Tibetan survives fiery protest
A former Buddhist monk set himself on fire in Tibet on Thursday but has survived, the Washington-based International Campaign for Tibet group said.
His protest came shortly after the mainland's top police chief visited a predominantly Tibetan area in Sichuan where there have been a series of self-immolations this year.
If the incident is confirmed, the protest by Tenzin Pluntsog, a former monk in his 40s originally from the Karma monastery in Chamdo prefecture - the scene of a reported explosion in October followed by a security forces crackdown - would be the 12th self-immolation by Tibetans to protest against what they see as repressive Chinese rule.
It would also be the first self-immolation to occur in the Tibet Autonomous Region - the previous 11 protests this year were all in Tibetan areas of Sichuan. The Dalai Lama has blamed the extreme protests on what he says are Beijing's hardline policies in Tibetan areas.
Repeated calls to the local Communist Party branch and public security bureau in Chamdo went unanswered yesterday, but were met with recorded messages urging national unity and obedience to the party's leadership.
Meanwhile, Public Security Minister Meng Jianzhu's recent visit to Aba prefecture - where most of the self-immolations have taken place at the Kirti monastery - is being seen by observers as a sign of the central government's anxiety over anti-Chinese sentiment.
In his five-day tour to Sichuan, which ended on Wednesday, Meng visited People's Liberation Army soldiers and police 'on the front line of stability maintenance' in Aba, praising them as 'a team of fighters who safeguard social harmony and stability', a statement on the ministry's website said yesterday, without mentioning the self-immolations.
'Stability maintenance', in official language, often refers to government crackdowns on protests and other activities seen as threatening social stability.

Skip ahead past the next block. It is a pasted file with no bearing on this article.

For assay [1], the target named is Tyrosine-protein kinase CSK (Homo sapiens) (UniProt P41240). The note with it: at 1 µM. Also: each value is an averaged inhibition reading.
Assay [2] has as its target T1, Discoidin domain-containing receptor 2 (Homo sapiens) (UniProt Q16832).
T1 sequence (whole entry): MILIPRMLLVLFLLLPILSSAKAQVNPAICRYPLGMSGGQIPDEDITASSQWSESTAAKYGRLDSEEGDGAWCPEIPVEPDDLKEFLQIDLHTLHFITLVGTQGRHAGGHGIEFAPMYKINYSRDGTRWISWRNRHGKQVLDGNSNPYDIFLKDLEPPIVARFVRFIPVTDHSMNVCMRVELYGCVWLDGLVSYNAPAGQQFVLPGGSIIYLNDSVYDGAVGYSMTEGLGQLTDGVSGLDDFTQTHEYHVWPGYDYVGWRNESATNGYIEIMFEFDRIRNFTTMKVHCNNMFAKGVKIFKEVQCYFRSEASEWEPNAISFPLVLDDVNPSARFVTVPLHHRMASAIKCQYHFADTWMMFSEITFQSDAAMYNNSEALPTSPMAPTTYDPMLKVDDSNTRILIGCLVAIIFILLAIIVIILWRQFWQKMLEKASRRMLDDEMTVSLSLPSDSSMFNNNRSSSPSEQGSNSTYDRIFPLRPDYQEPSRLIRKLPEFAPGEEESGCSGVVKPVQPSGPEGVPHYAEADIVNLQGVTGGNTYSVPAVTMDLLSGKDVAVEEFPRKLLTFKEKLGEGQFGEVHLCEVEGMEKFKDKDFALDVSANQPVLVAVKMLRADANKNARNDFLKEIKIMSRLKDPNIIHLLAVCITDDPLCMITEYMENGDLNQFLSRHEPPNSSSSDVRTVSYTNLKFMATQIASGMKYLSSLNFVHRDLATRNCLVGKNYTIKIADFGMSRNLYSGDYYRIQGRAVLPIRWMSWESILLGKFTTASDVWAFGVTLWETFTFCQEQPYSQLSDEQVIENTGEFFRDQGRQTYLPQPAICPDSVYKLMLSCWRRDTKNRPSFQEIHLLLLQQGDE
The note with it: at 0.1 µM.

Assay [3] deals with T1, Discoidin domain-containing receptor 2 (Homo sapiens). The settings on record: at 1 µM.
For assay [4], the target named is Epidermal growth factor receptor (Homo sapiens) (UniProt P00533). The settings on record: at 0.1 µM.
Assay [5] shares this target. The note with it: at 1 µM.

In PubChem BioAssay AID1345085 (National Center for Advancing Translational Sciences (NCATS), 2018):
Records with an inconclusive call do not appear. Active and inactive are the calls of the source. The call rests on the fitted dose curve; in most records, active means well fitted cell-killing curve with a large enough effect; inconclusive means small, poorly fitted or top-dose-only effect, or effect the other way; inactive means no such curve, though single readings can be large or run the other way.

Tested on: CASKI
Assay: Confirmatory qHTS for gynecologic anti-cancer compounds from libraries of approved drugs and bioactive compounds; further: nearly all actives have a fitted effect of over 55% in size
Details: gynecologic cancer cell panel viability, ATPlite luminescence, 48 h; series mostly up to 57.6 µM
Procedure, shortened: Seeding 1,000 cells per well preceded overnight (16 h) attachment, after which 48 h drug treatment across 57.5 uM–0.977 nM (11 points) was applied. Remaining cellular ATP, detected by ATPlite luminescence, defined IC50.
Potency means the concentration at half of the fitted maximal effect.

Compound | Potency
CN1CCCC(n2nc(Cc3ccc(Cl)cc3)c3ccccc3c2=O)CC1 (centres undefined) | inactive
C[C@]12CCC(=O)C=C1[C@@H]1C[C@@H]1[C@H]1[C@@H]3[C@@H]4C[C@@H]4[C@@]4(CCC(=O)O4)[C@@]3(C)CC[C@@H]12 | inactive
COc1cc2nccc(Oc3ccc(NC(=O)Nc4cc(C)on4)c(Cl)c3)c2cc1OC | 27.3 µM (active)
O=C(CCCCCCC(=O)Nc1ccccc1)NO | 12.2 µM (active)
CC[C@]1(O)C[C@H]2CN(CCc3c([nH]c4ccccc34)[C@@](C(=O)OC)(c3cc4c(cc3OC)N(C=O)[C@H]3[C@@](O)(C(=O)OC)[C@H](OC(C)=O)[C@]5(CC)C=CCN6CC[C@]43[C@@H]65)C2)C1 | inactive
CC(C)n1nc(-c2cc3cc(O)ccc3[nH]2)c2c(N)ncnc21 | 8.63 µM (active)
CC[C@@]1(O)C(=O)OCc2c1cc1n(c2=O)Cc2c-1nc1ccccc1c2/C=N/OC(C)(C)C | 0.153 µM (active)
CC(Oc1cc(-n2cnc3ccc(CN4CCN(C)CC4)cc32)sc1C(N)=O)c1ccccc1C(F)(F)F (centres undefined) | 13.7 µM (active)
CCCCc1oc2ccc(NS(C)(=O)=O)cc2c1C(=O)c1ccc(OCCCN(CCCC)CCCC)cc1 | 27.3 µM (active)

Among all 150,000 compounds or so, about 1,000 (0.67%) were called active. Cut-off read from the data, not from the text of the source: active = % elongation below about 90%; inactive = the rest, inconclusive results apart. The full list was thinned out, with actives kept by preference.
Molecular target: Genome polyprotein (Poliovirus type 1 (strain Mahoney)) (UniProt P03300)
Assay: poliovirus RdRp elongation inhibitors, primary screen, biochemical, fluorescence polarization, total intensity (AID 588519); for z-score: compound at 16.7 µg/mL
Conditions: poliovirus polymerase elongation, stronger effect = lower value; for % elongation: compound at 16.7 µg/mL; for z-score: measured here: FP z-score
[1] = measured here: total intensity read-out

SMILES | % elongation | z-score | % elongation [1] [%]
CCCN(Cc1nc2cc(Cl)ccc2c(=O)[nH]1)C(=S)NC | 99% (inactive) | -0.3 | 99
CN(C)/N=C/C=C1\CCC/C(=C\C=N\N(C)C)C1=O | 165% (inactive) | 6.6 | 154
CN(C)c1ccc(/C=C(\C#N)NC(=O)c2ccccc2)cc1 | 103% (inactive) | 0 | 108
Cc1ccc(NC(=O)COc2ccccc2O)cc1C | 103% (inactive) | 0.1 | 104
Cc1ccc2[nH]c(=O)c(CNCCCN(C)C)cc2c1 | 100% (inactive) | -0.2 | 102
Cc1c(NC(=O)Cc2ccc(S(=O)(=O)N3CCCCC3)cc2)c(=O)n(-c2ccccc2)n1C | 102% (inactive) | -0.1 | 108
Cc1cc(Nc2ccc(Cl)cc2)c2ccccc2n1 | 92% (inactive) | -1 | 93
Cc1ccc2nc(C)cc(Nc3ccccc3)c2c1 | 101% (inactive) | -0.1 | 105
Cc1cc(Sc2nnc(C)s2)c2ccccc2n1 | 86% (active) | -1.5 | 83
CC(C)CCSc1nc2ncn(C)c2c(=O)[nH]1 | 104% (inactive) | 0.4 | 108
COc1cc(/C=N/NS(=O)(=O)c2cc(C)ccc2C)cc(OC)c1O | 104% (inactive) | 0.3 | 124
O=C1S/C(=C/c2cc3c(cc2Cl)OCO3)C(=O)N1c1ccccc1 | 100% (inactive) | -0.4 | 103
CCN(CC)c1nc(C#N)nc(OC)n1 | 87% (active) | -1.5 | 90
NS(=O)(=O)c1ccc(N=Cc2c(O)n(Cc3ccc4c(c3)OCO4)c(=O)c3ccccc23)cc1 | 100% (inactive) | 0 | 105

Meng also met monks at the Kirti monastery, praising Tibetan Buddhism's contribution towards national unity and urging them to promote patriotism, the ministry said.
Tsering Woeser, a Beijing-based Tibetan writer, said that although Meng appeared to be courteous and cordial, a visit from China's top police chief would have the inevitable effect of intimidating local Tibetans. 'A visit by someone in his position is intimidating for the ordinary folks, but is a morale boost for the police,' she said.
Many anti-government protests have occurred in Aba over the past few years, led by monks loyal to the Dalai Lama. But Professor Robert Barnett, a Tibet scholar at Columbia University in New York, said the latest self-immolation was significant as it occurred at Chamdo, where monks were not followers of the Dalai Lama's school of Buddhism. Monks at the local Karma monastery, founded in the 12th century by the first Karmapa Lama, follow the Karma Kagyu school of Tibetan Buddhism. 'It indicates that the opposition to the state is not limited to the immediate followers of the Dalai Lama,' he said.
There were unconfirmed reports of a bomb explosion at a government building in Chamdo on October 26.